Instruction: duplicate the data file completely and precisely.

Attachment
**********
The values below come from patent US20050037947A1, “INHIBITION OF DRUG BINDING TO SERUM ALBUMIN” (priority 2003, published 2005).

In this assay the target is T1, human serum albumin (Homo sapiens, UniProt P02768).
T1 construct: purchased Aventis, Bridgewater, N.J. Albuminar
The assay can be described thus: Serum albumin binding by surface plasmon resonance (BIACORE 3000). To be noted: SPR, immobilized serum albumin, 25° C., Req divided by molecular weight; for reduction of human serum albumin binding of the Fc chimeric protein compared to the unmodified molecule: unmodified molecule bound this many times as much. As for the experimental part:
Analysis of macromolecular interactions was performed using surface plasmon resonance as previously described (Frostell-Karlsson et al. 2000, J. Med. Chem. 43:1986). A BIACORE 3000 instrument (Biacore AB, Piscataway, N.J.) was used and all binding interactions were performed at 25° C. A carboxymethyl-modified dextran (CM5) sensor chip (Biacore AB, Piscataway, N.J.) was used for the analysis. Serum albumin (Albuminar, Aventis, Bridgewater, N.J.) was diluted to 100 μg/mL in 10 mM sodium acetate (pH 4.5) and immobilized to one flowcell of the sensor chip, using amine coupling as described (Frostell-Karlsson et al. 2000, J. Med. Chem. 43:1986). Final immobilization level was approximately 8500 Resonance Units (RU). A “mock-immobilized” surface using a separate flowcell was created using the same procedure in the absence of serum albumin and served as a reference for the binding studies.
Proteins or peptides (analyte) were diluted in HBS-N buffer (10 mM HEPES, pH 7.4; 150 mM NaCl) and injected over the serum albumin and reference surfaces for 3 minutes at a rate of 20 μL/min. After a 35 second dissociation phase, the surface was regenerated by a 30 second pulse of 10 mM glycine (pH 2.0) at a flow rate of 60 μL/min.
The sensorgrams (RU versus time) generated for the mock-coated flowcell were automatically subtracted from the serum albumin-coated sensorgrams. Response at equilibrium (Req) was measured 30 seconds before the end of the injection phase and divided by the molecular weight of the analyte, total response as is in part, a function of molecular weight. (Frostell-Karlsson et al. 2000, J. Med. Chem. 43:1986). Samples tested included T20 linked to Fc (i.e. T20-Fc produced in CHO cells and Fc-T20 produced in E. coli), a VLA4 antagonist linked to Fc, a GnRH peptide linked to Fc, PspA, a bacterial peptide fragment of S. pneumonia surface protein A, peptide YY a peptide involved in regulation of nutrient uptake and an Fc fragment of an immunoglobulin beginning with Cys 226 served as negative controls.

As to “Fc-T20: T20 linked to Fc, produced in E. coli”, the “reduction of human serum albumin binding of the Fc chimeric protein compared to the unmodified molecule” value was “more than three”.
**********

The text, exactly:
The values below come from patent US20050037947A1, “INHIBITION OF DRUG BINDING TO SERUM ALBUMIN” (priority 2003, published 2005).

In this assay the target is T1, human serum albumin (Homo sapiens, UniProt P02768).
T1 construct: purchased Aventis, Bridgewater, N.J. Albuminar
The assay can be described thus: Serum albumin binding by surface plasmon resonance (BIACORE 3000). To be noted: SPR, immobilized serum albumin, 25° C., Req divided by molecular weight; for reduction of human serum albumin binding of the Fc chimeric protein compared to the unmodified molecule: unmodified molecule bound this many times as much. As for the experimental part:
Analysis of macromolecular interactions was performed using surface plasmon resonance as previously described (Frostell-Karlsson et al. 2000, J. Med. Chem. 43:1986). A BIACORE 3000 instrument (Biacore AB, Piscataway, N.J.) was used and all binding interactions were performed at 25° C. A carboxymethyl-modified dextran (CM5) sensor chip (Biacore AB, Piscataway, N.J.) was used for the analysis. Serum albumin (Albuminar, Aventis, Bridgewater, N.J.) was diluted to 100 μg/mL in 10 mM sodium acetate (pH 4.5) and immobilized to one flowcell of the sensor chip, using amine coupling as described (Frostell-Karlsson et al. 2000, J. Med. Chem. 43:1986). Final immobilization level was approximately 8500 Resonance Units (RU). A “mock-immobilized” surface using a separate flowcell was created using the same procedure in the absence of serum albumin and served as a reference for the binding studies.
Proteins or peptides (analyte) were diluted in HBS-N buffer (10 mM HEPES, pH 7.4; 150 mM NaCl) and injected over the serum albumin and reference surfaces for 3 minutes at a rate of 20 μL/min. After a 35 second dissociation phase, the surface was regenerated by a 30 second pulse of 10 mM glycine (pH 2.0) at a flow rate of 60 μL/min.
The sensorgrams (RU versus time) generated for the mock-coated flowcell were automatically subtracted from the serum albumin-coated sensorgrams. Response at equilibrium (Req) was measured 30 seconds before the end of the injection phase and divided by the molecular weight of the analyte, total response as is in part, a function of molecular weight. (Frostell-Karlsson et al. 2000, J. Med. Chem. 43:1986). Samples tested included T20 linked to Fc (i.e. T20-Fc produced in CHO cells and Fc-T20 produced in E. coli), a VLA4 antagonist linked to Fc, a GnRH peptide linked to Fc, PspA, a bacterial peptide fragment of S. pneumonia surface protein A, peptide YY a peptide involved in regulation of nutrient uptake and an Fc fragment of an immunoglobulin beginning with Cys 226 served as negative controls.

As to “Fc-T20: T20 linked to Fc, produced in E. coli”, the “reduction of human serum albumin binding of the Fc chimeric protein compared to the unmodified molecule” value was “more than three”.